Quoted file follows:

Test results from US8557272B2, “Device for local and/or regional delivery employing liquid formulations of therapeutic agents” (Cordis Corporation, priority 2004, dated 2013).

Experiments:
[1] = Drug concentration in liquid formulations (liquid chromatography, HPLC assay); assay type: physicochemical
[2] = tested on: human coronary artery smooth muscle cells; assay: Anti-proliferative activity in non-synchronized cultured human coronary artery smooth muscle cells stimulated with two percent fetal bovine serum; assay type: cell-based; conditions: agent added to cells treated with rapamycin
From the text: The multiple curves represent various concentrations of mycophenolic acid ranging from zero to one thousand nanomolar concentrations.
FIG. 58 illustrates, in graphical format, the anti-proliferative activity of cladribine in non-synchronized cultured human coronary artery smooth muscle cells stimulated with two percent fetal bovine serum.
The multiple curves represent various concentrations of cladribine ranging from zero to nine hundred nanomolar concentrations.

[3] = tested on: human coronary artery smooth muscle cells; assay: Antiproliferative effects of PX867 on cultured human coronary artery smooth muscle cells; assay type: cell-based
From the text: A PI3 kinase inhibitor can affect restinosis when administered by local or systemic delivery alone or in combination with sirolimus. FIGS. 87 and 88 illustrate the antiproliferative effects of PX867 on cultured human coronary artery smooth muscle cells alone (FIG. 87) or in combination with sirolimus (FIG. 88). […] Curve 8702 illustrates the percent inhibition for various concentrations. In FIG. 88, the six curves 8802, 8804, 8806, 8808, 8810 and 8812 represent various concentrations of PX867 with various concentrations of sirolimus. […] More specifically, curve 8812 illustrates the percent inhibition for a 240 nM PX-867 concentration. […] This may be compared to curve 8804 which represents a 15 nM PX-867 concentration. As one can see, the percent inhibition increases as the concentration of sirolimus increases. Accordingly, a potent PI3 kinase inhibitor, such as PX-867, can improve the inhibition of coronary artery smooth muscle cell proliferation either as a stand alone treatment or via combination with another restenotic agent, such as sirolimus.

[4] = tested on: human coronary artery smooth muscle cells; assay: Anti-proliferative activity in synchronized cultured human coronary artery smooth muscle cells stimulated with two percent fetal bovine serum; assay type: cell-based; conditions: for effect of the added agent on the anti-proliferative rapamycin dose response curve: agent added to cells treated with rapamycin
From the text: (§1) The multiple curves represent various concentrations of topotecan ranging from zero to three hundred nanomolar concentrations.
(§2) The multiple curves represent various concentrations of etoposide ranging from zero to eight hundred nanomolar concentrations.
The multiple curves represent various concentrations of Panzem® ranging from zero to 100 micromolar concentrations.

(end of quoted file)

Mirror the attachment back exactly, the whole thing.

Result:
Test results from US8557272B2, “Device for local and/or regional delivery employing liquid formulations of therapeutic agents” (Cordis Corporation, priority 2004, dated 2013).

Experiments:
[1] = Drug concentration in liquid formulations (liquid chromatography, HPLC assay); assay type: physicochemical
[2] = tested on: human coronary artery smooth muscle cells; assay: Anti-proliferative activity in non-synchronized cultured human coronary artery smooth muscle cells stimulated with two percent fetal bovine serum; assay type: cell-based; conditions: agent added to cells treated with rapamycin
From the text: The multiple curves represent various concentrations of mycophenolic acid ranging from zero to one thousand nanomolar concentrations.
FIG. 58 illustrates, in graphical format, the anti-proliferative activity of cladribine in non-synchronized cultured human coronary artery smooth muscle cells stimulated with two percent fetal bovine serum.
The multiple curves represent various concentrations of cladribine ranging from zero to nine hundred nanomolar concentrations.

[3] = tested on: human coronary artery smooth muscle cells; assay: Antiproliferative effects of PX867 on cultured human coronary artery smooth muscle cells; assay type: cell-based
From the text: A PI3 kinase inhibitor can affect restinosis when administered by local or systemic delivery alone or in combination with sirolimus. FIGS. 87 and 88 illustrate the antiproliferative effects of PX867 on cultured human coronary artery smooth muscle cells alone (FIG. 87) or in combination with sirolimus (FIG. 88). […] Curve 8702 illustrates the percent inhibition for various concentrations. In FIG. 88, the six curves 8802, 8804, 8806, 8808, 8810 and 8812 represent various concentrations of PX867 with various concentrations of sirolimus. […] More specifically, curve 8812 illustrates the percent inhibition for a 240 nM PX-867 concentration. […] This may be compared to curve 8804 which represents a 15 nM PX-867 concentration. As one can see, the percent inhibition increases as the concentration of sirolimus increases. Accordingly, a potent PI3 kinase inhibitor, such as PX-867, can improve the inhibition of coronary artery smooth muscle cell proliferation either as a stand alone treatment or via combination with another restenotic agent, such as sirolimus.

[4] = tested on: human coronary artery smooth muscle cells; assay: Anti-proliferative activity in synchronized cultured human coronary artery smooth muscle cells stimulated with two percent fetal bovine serum; assay type: cell-based; conditions: for effect of the added agent on the anti-proliferative rapamycin dose response curve: agent added to cells treated with rapamycin
From the text: (§1) The multiple curves represent various concentrations of topotecan ranging from zero to three hundred nanomolar concentrations.
(§2) The multiple curves represent various concentrations of etoposide ranging from zero to eight hundred nanomolar concentrations.
The multiple curves represent various concentrations of Panzem® ranging from zero to 100 micromolar concentrations.